Palliative Care and End of Life Care Differences
Many people assume “palliative care” and “end of life care” are two different terms for the same specialized treatment. While both options may share characteristics, they have different goals and benefits.
Learn below what each treatment is, how they are different, and when it may be time to consider one over the other.
What is Palliative Care?
Palliative care specializes in treating the symptoms of a serious illness regardless of the stage or expected outcome. It focuses on providing physical comfort and maximizing the quality of life for individuals, even if their condition is life-limiting.
A specialized team of nurses, doctors, and other healthcare professionals typically work together and communicate closely with the primary healthcare team. Palliative care can be provided in many different settings, including the home, assisted living facility, nursing home, or hospital.
Palliative care can be offered with other aggressive treatments. For example, a patient with cancer may receive chemotherapy and, at the same time, benefit from palliative care to manage and treat symptoms.
Palliative care may also be recommended for people recovering from surgery, after a transplant, or for any other condition causing serious discomfort.
If your loved one’s doctor recommends palliative care, it does not automatically mean their disease or condition is terminal.
What is End of Life Care?
End of life care involves medical care and emotional support as an individual approaches the last days of living. It begins when attempts to cure or delay the progress of a disease have been exhausted, and a doctor diagnoses the condition as terminal. This type of care may last for hours, weeks, or even months. It is typically handled by a team that includes doctors, nurses, mental health professionals, social workers, financial and legal advisors, and even religious clergy.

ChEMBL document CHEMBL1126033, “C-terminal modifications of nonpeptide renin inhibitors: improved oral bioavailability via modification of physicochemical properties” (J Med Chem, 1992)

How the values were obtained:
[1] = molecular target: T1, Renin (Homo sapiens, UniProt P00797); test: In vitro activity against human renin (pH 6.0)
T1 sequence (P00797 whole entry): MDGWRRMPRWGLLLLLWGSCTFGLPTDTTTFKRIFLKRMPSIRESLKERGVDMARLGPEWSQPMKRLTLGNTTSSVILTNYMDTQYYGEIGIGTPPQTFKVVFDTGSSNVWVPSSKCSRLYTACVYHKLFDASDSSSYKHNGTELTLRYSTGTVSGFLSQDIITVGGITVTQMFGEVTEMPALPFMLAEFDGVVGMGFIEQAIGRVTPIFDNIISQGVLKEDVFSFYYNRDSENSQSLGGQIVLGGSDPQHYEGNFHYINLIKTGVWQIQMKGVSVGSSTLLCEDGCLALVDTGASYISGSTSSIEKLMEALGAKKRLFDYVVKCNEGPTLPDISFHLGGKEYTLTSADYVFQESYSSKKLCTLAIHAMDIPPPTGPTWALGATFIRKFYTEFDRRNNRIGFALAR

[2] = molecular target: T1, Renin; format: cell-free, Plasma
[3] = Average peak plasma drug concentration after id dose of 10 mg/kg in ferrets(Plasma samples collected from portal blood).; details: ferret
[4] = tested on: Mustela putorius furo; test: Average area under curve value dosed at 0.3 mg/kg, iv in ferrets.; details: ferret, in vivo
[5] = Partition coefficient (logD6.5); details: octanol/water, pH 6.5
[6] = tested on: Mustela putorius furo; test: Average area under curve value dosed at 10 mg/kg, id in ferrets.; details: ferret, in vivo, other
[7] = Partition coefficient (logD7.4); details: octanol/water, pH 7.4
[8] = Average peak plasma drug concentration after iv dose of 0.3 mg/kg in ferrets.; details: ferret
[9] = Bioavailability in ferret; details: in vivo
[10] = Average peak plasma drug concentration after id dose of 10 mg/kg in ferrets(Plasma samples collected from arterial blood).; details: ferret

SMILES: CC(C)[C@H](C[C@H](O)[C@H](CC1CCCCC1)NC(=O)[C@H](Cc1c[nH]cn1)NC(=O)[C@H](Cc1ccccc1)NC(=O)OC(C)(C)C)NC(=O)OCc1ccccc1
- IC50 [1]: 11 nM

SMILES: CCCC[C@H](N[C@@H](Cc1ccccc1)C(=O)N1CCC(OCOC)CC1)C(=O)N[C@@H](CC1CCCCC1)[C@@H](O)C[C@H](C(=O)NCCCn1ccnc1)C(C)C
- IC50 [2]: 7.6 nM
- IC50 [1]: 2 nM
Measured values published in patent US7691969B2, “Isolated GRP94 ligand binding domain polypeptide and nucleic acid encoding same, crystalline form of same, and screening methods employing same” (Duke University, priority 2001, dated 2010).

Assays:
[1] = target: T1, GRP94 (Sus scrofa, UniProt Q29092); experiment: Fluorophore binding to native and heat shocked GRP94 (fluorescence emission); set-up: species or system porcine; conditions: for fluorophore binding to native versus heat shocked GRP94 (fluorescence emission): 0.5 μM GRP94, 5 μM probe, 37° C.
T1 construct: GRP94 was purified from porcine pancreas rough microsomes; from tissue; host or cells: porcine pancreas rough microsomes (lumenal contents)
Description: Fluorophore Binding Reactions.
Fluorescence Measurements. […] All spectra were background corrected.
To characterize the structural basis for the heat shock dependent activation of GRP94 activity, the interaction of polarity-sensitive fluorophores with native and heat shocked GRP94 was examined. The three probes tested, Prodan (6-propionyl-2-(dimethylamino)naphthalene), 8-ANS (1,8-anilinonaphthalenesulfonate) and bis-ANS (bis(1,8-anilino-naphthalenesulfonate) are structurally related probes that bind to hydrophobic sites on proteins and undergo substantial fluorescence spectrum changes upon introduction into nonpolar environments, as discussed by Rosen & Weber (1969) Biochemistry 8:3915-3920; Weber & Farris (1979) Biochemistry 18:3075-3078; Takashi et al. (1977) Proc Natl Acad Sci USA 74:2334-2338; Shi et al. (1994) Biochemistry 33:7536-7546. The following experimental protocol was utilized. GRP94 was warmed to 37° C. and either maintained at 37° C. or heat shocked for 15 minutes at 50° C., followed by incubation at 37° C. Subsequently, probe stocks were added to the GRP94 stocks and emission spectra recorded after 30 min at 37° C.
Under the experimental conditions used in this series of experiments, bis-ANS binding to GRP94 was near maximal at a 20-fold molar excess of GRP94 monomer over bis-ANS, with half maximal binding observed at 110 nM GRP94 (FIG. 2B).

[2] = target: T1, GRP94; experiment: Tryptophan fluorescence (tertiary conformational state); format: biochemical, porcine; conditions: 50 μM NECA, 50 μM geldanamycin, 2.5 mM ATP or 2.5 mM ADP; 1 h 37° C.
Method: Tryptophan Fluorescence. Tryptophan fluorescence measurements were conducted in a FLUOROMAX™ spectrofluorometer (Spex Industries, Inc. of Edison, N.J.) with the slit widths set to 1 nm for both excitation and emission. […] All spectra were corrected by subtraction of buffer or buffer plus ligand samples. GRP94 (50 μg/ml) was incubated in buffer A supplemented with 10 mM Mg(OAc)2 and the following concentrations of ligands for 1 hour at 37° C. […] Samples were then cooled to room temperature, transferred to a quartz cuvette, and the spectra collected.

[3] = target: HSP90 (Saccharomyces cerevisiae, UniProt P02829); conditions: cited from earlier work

An individual’s needs and desires, including the following, are considered and supported:
- Physical comfort
As part of the end of life process, palliative care is often used to ease physical discomfort.
- Mental and emotional support
Mental health professionals are available to help a patient and family work through emotional distress. The care team will ensure a calming and soothing environment for the patient.
- Practical requirements
Managing essential home care responsibilities, such as light housekeeping and running errands, is often part of a care team’s duties to lighten the burden on the patient and family. Some end of life care may also include legal or financial advisors to help put personal affairs in order.
- Spiritual necessities
Faith-based support may be an integral part for spiritual or religious individuals.
End of life care can be provided in many settings, including at the home, assisted living facility, nursing home, hospital, or hospice facility.
Hospice care is another treatment option for people who have advanced, life-limiting diseases or conditions. Hospice care is different than palliative care because it is provided specifically for people expected to live six months or less.
Respecting Your Loved One’s End of Life Wishes
End of life care can come in different forms. Some people may ask for a more intense treatment, while others may request only palliative care to ease symptoms.
Make sure to have in-depth conversations with your loved one before their condition worsens and prepare an end of life plan so that everyone understands their final wishes. Composing a living will or other type of “advance directive” (a document that states what your loved one would like in terms of medical care if they are no longer able to provide consent) is also useful.
Overall, it’s important to respect your loved one’s end of life wishes and ensure they receive the appropriate treatment for their needs and condition.
Visiting Angels offers palliative care and end of life care programs that provide symptom management and emotional support for patients and their loved ones. Our compassionate caregivers focus on the patient’s needs foremost, but they also provide families with support and resources needed to navigate the process. Our caregivers can provide a much-needed helping hand to family members so they can spend more time with their loved one rather than running errands.